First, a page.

High viable cell concentration fed-batch cultures of hybridoma cells through on-line nutrient feeding

Authors

  • Weichang Zhou,

    1. Department of Chemical Engineering and Materials Sciences, University of Minnesota, 421 Washington Avenue SE, Minneapolis, Minnesota 55455-0132
    Current affiliation:
    1. Merck Research Laboratories, Merck & Co., Inc., P.O. Box 2000, R810-121, Rahway, NJ 07065
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  • Jutta Rehm,

    1. Department of Chemical Engineering and Materials Sciences, University of Minnesota, 421 Washington Avenue SE, Minneapolis, Minnesota 55455-0132
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  • Wei-Shou Hu

    Corresponding author
    1. Department of Chemical Engineering and Materials Sciences, University of Minnesota, 421 Washington Avenue SE, Minneapolis, Minnesota 55455-0132
    • Department of Chemical Engineering and Materials Sciences, University of Minnesota, 421 Washington Avenue SE, Minneapolis, Minnesota 55455-0132
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Abstract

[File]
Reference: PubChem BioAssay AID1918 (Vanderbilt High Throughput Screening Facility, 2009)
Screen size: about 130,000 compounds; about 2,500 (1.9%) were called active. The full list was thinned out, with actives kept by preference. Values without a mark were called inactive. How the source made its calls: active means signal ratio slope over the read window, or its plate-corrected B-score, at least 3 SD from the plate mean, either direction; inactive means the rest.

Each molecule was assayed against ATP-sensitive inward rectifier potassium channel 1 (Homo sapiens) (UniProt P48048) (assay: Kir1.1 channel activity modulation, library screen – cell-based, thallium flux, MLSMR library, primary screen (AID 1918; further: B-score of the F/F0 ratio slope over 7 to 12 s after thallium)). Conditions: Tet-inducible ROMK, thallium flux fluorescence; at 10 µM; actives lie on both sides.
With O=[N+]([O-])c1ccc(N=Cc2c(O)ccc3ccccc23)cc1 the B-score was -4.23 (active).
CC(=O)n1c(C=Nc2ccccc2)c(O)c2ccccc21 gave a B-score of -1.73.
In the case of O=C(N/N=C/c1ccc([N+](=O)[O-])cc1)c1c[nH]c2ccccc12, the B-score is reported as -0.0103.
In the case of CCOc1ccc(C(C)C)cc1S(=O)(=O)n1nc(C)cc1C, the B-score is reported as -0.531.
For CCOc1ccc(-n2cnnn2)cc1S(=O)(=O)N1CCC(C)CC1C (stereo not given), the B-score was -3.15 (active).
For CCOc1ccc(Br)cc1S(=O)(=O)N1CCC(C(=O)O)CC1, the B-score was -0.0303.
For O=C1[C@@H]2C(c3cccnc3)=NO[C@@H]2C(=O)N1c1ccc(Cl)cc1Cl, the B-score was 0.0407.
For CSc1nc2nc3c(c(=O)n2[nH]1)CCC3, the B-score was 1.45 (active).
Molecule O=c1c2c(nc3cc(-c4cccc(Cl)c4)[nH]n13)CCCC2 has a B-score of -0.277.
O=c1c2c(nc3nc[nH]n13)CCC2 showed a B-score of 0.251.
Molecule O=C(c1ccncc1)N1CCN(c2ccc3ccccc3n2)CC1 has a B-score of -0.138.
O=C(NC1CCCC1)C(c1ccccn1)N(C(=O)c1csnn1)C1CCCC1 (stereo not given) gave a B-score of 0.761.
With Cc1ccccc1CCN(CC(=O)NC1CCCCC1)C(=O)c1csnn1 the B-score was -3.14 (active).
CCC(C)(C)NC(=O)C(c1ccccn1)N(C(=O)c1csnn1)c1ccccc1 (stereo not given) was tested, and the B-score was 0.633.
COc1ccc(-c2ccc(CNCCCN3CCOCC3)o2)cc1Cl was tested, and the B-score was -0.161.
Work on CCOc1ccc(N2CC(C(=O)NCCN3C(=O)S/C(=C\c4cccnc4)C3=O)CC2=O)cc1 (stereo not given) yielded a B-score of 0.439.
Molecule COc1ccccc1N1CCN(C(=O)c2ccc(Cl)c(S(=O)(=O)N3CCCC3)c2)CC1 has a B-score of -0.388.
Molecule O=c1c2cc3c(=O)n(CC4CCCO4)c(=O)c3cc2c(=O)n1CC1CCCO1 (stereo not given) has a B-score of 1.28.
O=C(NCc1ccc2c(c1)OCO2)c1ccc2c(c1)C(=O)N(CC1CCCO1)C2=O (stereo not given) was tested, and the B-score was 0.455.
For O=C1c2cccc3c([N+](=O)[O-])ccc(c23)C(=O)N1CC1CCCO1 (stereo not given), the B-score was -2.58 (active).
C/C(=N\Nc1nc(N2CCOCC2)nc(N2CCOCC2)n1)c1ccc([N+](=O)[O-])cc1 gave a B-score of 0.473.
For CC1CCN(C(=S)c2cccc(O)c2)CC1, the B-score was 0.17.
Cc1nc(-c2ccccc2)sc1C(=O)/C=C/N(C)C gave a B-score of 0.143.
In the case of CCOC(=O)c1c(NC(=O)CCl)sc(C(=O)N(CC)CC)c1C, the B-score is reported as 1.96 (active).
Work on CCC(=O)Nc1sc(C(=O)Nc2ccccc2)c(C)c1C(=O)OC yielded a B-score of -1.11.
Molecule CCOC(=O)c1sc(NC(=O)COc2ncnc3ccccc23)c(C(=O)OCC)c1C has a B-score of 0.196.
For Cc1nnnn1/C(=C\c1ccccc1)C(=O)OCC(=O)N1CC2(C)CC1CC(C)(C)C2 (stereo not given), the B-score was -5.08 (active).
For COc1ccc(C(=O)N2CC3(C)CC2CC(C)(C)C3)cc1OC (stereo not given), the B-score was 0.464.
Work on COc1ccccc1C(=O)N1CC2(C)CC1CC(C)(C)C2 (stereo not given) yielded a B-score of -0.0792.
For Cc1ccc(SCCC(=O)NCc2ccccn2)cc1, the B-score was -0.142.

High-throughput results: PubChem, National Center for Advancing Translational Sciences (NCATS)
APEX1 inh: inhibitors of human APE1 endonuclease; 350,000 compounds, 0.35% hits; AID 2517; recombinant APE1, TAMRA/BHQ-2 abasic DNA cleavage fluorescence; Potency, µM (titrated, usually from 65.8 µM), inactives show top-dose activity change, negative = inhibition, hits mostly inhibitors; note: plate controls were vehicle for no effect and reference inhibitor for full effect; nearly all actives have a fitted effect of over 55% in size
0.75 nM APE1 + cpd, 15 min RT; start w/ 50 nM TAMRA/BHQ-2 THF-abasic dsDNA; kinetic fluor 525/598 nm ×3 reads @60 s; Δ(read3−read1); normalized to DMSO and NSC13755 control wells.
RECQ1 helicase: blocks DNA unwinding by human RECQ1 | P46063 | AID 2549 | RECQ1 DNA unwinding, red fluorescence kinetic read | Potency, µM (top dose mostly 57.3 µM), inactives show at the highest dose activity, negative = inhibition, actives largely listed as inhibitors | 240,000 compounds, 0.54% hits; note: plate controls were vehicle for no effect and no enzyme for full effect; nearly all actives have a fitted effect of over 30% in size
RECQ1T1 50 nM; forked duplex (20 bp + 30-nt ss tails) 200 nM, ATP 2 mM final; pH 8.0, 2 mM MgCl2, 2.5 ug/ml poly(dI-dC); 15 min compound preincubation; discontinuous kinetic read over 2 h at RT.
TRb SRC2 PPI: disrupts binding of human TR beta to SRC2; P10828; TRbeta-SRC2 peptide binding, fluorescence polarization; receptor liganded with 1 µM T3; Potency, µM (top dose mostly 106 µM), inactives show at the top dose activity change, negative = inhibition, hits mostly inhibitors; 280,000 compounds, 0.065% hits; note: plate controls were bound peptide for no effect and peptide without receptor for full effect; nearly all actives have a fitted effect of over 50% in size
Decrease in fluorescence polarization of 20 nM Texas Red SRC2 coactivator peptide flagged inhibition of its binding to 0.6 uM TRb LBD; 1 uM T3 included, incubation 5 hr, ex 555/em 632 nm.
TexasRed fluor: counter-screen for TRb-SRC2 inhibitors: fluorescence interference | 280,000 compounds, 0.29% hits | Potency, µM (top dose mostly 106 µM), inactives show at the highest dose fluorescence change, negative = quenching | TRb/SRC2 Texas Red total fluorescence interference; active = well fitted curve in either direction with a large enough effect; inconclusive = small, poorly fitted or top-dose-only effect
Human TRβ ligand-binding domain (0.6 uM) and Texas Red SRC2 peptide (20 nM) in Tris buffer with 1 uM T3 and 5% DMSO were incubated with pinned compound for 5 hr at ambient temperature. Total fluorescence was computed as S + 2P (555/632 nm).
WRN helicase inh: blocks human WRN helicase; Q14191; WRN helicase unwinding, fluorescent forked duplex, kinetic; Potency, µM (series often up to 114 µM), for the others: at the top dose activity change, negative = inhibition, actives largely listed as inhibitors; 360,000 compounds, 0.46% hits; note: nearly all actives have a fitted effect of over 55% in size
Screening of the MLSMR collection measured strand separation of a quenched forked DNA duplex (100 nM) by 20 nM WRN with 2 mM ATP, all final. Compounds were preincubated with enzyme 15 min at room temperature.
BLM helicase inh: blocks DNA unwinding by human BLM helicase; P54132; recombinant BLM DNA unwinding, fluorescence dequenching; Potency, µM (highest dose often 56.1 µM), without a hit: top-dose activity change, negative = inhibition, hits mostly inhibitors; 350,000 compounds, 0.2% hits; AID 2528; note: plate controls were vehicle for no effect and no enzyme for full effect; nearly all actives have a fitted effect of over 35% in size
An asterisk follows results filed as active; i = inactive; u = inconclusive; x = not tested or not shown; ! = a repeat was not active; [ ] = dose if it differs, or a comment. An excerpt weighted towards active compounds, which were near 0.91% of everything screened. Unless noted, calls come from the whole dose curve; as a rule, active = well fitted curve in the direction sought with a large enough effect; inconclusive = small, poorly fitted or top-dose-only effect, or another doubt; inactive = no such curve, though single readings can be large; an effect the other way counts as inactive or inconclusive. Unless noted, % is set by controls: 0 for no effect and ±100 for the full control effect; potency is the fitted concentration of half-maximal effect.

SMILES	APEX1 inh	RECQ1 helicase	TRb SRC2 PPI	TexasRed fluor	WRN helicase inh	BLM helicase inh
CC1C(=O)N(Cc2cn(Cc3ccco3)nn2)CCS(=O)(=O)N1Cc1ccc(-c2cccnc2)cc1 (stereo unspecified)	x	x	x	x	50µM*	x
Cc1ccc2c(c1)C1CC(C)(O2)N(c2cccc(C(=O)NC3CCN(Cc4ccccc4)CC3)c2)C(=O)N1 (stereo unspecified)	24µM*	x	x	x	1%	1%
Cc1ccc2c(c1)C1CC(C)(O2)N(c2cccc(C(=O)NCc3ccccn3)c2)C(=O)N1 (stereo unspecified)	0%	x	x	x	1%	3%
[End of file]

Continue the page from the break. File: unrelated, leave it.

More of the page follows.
A hybridoma cell line was cultivated in fed-batch cultures using a low-protein, serum-free medium. On-line oxygen uptake rate (OUR) measurement was used to adjust the nutrient feeding rate based on glucose consumption, which was estimated on-line using the stoichiometric relations between glucose and oxygen consumption. Through on-line control of the nutrient feeding rate, not only sufficients were supplied for cell growth and antibody production, but also the concentrations of glucose and other important nutrients such as amino acids were maintained at low levels during the cell growth phase. During the cultivation, cell metabolism changed from high lactate production and low oxygen consumption to low lactate production and high oxygen consumption. As a result the accumulation of lactate was reduced and the growth phase was extended. In comparison with the batch cultures, in which cells reached a concentration of approximately 2 × 106 cells/mL, a very high concentration of 1.36 × 107 cells/mL with a high cell viability (>90%) was achieved in the fed-batch culture. By considering the consumption of glucose and amino acids, as well as the production of cell mass, metabolites, and antibodies, a well-closed material balance was established. Our results demonstrate the value of coupling on-line OUR measurement and the stoichiometric realations for dynamic nutrient feeding in high cell concentration fed batch cultures. © 1995 John Wiley & Sons, Inc.

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